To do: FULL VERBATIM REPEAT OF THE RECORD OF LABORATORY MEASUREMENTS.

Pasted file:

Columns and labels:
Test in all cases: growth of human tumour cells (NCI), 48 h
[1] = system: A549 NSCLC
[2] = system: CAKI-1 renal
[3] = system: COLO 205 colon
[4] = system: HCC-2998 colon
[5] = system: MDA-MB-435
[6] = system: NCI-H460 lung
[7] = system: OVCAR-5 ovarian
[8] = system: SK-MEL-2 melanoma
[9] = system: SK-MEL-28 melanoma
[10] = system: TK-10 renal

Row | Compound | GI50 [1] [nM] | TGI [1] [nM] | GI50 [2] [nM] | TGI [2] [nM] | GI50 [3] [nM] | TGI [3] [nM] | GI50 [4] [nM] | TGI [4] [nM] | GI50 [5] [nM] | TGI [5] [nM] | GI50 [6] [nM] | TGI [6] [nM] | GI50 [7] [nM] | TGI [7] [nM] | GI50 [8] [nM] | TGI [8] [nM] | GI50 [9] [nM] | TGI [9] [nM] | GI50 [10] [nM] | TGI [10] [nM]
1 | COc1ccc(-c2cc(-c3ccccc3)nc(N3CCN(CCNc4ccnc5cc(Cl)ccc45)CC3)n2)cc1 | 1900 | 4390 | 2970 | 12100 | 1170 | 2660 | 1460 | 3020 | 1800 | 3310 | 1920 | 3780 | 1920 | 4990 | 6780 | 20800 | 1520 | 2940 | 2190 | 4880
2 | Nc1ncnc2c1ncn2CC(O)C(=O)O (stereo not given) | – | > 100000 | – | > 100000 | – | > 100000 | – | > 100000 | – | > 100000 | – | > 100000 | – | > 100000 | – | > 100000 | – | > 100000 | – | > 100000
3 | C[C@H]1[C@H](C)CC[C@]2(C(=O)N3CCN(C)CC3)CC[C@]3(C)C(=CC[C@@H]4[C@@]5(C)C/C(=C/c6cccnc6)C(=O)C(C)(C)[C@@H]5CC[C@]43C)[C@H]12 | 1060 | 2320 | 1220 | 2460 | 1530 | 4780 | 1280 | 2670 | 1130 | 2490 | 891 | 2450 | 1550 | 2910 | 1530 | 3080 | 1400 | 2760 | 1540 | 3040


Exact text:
Columns and labels:
Test in all cases: growth of human tumour cells (NCI), 48 h
[1] = system: A549 NSCLC
[2] = system: CAKI-1 renal
[3] = system: COLO 205 colon
[4] = system: HCC-2998 colon
[5] = system: MDA-MB-435
[6] = system: NCI-H460 lung
[7] = system: OVCAR-5 ovarian
[8] = system: SK-MEL-2 melanoma
[9] = system: SK-MEL-28 melanoma
[10] = system: TK-10 renal

Row | Compound | GI50 [1] [nM] | TGI [1] [nM] | GI50 [2] [nM] | TGI [2] [nM] | GI50 [3] [nM] | TGI [3] [nM] | GI50 [4] [nM] | TGI [4] [nM] | GI50 [5] [nM] | TGI [5] [nM] | GI50 [6] [nM] | TGI [6] [nM] | GI50 [7] [nM] | TGI [7] [nM] | GI50 [8] [nM] | TGI [8] [nM] | GI50 [9] [nM] | TGI [9] [nM] | GI50 [10] [nM] | TGI [10] [nM]
1 | COc1ccc(-c2cc(-c3ccccc3)nc(N3CCN(CCNc4ccnc5cc(Cl)ccc45)CC3)n2)cc1 | 1900 | 4390 | 2970 | 12100 | 1170 | 2660 | 1460 | 3020 | 1800 | 3310 | 1920 | 3780 | 1920 | 4990 | 6780 | 20800 | 1520 | 2940 | 2190 | 4880
2 | Nc1ncnc2c1ncn2CC(O)C(=O)O (stereo not given) | – | > 100000 | – | > 100000 | – | > 100000 | – | > 100000 | – | > 100000 | – | > 100000 | – | > 100000 | – | > 100000 | – | > 100000 | – | > 100000
3 | C[C@H]1[C@H](C)CC[C@]2(C(=O)N3CCN(C)CC3)CC[C@]3(C)C(=CC[C@@H]4[C@@]5(C)C/C(=C/c6cccnc6)C(=O)C(C)(C)[C@@H]5CC[C@]43C)[C@H]12 | 1060 | 2320 | 1220 | 2460 | 1530 | 4780 | 1280 | 2670 | 1130 | 2490 | 891 | 2450 | 1550 | 2910 | 1530 | 3080 | 1400 | 2760 | 1540 | 3040